You have just been promoted to the new role you have been aspiring for the last 2 years. It has taken you sustained effort, commitment and focus to get there. But as you step into the new role you realise that unlike what you thought, getting this job is not the end of a journey but rather the beginning of a new and bigger one.
For any executive the first few months are critical and setting these up well can ensure that you not only settle into the new role but also start delivering results quickly.
Where do you start?
Often executives find that their calendar is swamped with either meetings or the pending tasks handed over from their predecessor. It is easy to let these take over your schedule and start directing you rather than the other way round. For any new executive, it is always a priority to do well and prove themselves in the new job. So starting right is important.
Step 1: Start with yourself
The first question to ask yourself is, “Who do I want to be in my new role?”
Many organisation have planning methodologies in place to assist their executives. Unfortunately, most of these focus on the things that need to be done rather than the executive himself. Before a leader can set a path to anything the first thing that he/she needs to do is look at themselves and ask who they are in a new role? Each role in an organisation requires shifts in behaviour, mindset and strategy.
A client of mine recently got promoted to replace his manager who had moved to another organisation. This meant that his erstwhile peers were now his subordinates. With the shift in authority and role, he realised that he needed to change his style and behaviour to establish his leadership with people who earlier were his equals in the organisation. He also realised that people whom he had seen as his managers’ peers were now his counterparts and he needed to change his behaviours when speaking to them as well.
Some questions that could clarify your thoughts would be:
- How do you need to be different from who you have been till now?
- Who will you be interacting with and in what capacity?
- What are the shifts that need to happen in your behaviour, your thinking, your working style?
- Six months from now who will you like to be known as?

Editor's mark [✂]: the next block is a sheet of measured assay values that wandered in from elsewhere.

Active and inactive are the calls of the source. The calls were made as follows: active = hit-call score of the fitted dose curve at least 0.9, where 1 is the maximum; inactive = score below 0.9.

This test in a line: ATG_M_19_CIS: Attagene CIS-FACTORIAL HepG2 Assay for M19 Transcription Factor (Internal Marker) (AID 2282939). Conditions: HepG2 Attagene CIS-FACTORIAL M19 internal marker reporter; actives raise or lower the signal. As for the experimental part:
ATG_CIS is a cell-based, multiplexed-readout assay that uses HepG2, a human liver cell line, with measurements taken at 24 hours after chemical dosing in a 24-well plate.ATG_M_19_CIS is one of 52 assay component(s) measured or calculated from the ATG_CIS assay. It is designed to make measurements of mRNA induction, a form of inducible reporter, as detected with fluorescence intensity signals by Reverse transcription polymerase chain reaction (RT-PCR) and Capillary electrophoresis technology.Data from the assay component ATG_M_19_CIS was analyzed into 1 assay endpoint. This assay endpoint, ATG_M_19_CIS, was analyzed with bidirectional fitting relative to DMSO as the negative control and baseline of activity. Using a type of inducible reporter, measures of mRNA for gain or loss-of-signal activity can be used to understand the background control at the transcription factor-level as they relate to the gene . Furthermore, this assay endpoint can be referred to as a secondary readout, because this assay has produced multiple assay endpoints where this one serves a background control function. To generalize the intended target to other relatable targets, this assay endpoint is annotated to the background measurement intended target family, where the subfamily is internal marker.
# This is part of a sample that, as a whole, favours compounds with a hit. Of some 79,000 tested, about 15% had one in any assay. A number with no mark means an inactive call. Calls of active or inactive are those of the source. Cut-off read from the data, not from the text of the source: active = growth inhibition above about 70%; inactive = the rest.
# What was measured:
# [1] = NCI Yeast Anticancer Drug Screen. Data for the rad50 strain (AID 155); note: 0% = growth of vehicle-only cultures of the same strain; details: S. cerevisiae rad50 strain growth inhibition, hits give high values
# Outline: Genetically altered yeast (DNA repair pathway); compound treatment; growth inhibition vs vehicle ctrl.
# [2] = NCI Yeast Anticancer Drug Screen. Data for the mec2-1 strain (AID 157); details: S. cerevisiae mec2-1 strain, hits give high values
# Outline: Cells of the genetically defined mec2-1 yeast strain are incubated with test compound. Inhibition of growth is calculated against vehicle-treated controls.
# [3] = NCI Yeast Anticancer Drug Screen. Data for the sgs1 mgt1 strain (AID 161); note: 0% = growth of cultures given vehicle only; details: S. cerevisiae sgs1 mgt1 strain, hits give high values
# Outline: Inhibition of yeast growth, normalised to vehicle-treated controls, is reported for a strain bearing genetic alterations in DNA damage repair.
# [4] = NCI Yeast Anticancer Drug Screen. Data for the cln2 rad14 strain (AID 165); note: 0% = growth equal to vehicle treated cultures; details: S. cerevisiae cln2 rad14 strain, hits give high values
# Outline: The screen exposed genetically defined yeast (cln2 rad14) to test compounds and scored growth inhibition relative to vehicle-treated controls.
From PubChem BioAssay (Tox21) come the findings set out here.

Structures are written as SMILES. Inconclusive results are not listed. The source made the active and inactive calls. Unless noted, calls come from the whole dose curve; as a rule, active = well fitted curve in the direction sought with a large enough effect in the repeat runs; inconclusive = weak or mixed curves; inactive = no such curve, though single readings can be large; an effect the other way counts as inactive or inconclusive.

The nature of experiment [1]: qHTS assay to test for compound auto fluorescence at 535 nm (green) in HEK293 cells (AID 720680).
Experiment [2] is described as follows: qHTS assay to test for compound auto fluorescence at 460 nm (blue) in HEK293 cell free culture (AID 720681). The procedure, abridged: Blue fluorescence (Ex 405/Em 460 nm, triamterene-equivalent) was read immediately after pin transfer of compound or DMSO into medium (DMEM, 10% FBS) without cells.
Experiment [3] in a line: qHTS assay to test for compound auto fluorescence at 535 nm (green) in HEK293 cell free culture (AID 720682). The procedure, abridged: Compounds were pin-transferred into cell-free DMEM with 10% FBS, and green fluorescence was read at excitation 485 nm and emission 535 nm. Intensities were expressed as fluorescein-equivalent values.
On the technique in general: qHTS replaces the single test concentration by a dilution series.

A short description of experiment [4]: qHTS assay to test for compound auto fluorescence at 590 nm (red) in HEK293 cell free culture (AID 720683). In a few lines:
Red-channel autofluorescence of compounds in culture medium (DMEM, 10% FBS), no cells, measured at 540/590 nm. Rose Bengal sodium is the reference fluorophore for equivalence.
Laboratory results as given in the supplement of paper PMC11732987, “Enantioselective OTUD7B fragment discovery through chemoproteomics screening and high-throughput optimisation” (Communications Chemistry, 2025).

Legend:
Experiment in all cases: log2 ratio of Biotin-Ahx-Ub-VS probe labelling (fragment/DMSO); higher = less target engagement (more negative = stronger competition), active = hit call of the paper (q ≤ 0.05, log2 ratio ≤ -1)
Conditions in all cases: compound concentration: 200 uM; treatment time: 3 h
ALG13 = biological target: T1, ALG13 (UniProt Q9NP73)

- What are the leadership traits that you would want to be associated with your brand?
Step 2: What are the outcomes you want?
Often the first few days on the job can be daunting as you realise how much you don’t know. Peers who have been in the same role for ages can appear intimidating. At this point some amount of overwhelm is normal. The key is to start by focusing on what you would like to achieve. Six months from now what would you have liked to achieve in the new role? What does success look like in the new role? Here it is important not only to focus on what you will active in your business, but also to think in terms of what you would like to achieve in establishing your leadership, extending your influence and network, increasing your knowledge and skills, etc. Make a list and prioritise on where you would like to start.
Step 3: What do you need to do?
Now that you know who you need to be and what you need to achieve its time to get to action planning. It is important to get key stakeholders involved at this point and then start breaking down the tasks and assigning responsibilities. Focus on 2 themes:
- If you need to become who you want to what do you need to learn, adapt, change? What do you need to do that?
- If you want to achieve what you have planned what do you need to do?
If you would like to have achieved your sales targets what would need to happen ? What kind of relationships need to get established, What review mechanisms needs to get designed? What effort needs to be put in place?
If you have the first 2 steps charted right the third is the easiest to follow.
The biggest failing for a lot of leaders is to stubbornly hold on to the past. This could be past behaviours, past accomplishments, past strategies or working style. When you move the new role everything resets and it is important to take stock of what to keep and what to let go of. What worked before may or may not work now. Being flexible and willing to let go of the past is important for the success of tomorrow to take place.